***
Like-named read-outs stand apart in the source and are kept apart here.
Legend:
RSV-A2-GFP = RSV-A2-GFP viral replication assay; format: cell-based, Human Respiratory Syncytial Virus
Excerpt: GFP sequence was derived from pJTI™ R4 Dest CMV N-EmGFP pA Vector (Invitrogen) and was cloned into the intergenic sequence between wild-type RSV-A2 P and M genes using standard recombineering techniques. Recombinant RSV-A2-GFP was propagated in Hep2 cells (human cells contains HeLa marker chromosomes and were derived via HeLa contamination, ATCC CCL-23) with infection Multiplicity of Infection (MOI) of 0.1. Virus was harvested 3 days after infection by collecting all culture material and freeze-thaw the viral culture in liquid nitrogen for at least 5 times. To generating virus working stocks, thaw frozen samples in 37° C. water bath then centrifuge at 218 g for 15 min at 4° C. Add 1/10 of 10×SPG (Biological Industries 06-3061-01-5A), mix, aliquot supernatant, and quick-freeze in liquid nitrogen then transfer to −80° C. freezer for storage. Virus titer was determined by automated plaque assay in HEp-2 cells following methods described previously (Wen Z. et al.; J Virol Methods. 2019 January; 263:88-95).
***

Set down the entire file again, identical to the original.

Like-named read-outs stand apart in the source and are kept apart here.
Legend:
RSV-A2-GFP = RSV-A2-GFP viral replication assay; format: cell-based, Human Respiratory Syncytial Virus
Excerpt: GFP sequence was derived from pJTI™ R4 Dest CMV N-EmGFP pA Vector (Invitrogen) and was cloned into the intergenic sequence between wild-type RSV-A2 P and M genes using standard recombineering techniques. Recombinant RSV-A2-GFP was propagated in Hep2 cells (human cells contains HeLa marker chromosomes and were derived via HeLa contamination, ATCC CCL-23) with infection Multiplicity of Infection (MOI) of 0.1. Virus was harvested 3 days after infection by collecting all culture material and freeze-thaw the viral culture in liquid nitrogen for at least 5 times. To generating virus working stocks, thaw frozen samples in 37° C. water bath then centrifuge at 218 g for 15 min at 4° C. Add 1/10 of 10×SPG (Biological Industries 06-3061-01-5A), mix, aliquot supernatant, and quick-freeze in liquid nitrogen then transfer to −80° C. freezer for storage. Virus titer was determined by automated plaque assay in HEp-2 cells following methods described previously (Wen Z. et al.; J Virol Methods. 2019 January; 263:88-95).